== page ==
The new market hosted 32 fairs in its first year. The receipts for each one are duly recorded. You can also see from this that many of the fairs still took place on traditional religious feasts such as All Souls’ Day, on which a cattle fair had been held (previously in Walmgate) since at least 1736.

So there we go, one small volume with a not very exciting title, but unique information on how a major improvement in York, that had been called for decades, was put into action step by step.

It is far from the only source on the subject, and like all archives is best combined with others such as plans and newspapers. However, minutes have the potential to take you back into a room with a named group of people in a certain time and place, who were working out how to make something happen. That’s their value and charm, and you can’t help but learn something new.

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6 thoughts on “Lucky Dip #1 – Market Committee minutes 1827-1828

  1. Enjoyed reading this. Illustrates the range of material that can be extracted from one volume, and how it prompts searches of other sources.

    • As I can’t spend all my time blogging (those 210 cubic metres won’t catalogue themselves!) I’m having to be quite strict with how much time I give myself to research and examine these lucky dip items – so I found it gratifying to see how much you can get out of something unfamiliar in a short time, even without existing subject knowledge. Following the links through different sources is a familiar thrill to those of us who use archives, and it was a nice reminder to me that you can simply start that trail anywhere, without even a research topic in mind.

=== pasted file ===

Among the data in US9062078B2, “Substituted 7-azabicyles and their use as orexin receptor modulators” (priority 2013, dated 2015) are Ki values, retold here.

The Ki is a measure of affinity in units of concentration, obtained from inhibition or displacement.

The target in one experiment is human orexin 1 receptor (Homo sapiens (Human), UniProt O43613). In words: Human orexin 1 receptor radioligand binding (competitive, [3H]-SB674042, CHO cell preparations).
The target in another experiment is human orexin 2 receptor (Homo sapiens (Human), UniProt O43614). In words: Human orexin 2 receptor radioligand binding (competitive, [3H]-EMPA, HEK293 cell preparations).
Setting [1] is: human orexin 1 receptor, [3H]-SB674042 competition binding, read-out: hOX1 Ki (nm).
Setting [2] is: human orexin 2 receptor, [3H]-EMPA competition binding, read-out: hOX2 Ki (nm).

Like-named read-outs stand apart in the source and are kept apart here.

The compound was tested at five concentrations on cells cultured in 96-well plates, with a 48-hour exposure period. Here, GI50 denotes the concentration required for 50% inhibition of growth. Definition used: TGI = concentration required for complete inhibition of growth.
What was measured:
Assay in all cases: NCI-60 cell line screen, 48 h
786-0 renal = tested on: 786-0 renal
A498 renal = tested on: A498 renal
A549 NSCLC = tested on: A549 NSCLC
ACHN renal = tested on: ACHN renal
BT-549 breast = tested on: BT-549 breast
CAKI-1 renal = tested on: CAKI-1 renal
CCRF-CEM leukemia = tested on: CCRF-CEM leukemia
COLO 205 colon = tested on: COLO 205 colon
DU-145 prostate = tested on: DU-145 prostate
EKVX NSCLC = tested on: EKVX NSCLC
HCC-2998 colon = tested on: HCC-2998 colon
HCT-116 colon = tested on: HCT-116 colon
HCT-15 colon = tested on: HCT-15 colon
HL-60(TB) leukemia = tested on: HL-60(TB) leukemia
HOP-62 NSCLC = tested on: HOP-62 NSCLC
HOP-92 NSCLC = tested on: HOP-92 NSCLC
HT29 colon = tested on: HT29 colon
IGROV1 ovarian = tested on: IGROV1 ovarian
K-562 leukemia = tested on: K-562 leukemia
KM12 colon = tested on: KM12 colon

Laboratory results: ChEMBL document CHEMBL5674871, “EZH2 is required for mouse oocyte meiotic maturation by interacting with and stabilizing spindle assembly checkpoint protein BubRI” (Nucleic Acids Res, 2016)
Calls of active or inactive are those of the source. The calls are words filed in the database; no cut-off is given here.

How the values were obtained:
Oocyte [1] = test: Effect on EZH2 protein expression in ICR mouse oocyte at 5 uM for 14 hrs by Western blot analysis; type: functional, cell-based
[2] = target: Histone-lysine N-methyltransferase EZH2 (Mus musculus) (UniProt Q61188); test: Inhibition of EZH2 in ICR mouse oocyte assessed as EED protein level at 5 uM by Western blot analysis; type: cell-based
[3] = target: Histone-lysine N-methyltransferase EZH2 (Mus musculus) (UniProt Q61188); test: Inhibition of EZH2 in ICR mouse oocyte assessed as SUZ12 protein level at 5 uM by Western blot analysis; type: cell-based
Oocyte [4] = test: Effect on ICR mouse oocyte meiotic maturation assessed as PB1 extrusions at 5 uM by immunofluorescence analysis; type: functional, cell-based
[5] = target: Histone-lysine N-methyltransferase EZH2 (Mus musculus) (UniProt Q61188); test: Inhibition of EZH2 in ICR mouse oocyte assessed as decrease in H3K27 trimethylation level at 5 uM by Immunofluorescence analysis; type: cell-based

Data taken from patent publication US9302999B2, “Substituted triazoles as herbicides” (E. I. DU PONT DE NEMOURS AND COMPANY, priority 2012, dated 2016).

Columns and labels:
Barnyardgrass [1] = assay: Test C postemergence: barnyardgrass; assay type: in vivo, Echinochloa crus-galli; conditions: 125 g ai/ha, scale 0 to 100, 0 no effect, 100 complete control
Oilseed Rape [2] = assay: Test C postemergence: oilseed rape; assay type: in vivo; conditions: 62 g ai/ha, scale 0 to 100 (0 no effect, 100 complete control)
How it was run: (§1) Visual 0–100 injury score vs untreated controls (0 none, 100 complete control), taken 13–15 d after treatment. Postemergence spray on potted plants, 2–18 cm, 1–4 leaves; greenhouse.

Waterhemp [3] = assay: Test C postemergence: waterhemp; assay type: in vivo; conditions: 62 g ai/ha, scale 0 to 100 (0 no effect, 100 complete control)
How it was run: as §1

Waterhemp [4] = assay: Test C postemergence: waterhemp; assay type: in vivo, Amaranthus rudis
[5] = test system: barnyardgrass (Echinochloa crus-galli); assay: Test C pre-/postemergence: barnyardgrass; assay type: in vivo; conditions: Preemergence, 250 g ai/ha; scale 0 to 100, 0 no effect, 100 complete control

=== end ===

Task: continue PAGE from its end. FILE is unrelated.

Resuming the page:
2. Enjoyed your post very much. We at the Fishergate, Fulford and Heslington Local History Group (the FFH) are interested in the Cattle Market and when it was founded, but most of us are fairly new to trying to access the archives. Suppose one wanted to view the minute book you mentioned above – how would one go about it?

    • Hi Gavin -thanks for your comment! This volume currently has the reference number BC 2.1, so you can just request that by number, but there will probably be other material of interest to you so it’s best to ask us first.

      As we don’t have a searchable catalogue yet, the best way to get started is to email us at archives@york.gov.uk asking for the type of material you are looking for (i.e places, people, dates). Then we can check our lists and let you know if we might have anything. Then, if there’s anything you would like to see in person then we can order it for you to view. We need 3 days notice to physically move it to the York Explore Library, where you can then visit us between 1.30pm-7.30pm on Thursdays and 9.30-4.30pm Fridays.

      Whilst we can only provide access to original documents on Thursdays and Fridays at the moment, the archives and local history department is open upstairs seven days a week so you can pop in anytime to look at the lists yourselves and ask questions. There are lots of other resources such as old newspapers that you can use as well.

      Hope that helps, and if you havn’t used archives before you have a treat in store!

  3. Pingback: Lucky Dip #2 – Fire Service and Licensing Committee 1965-1974 | York: A City Making History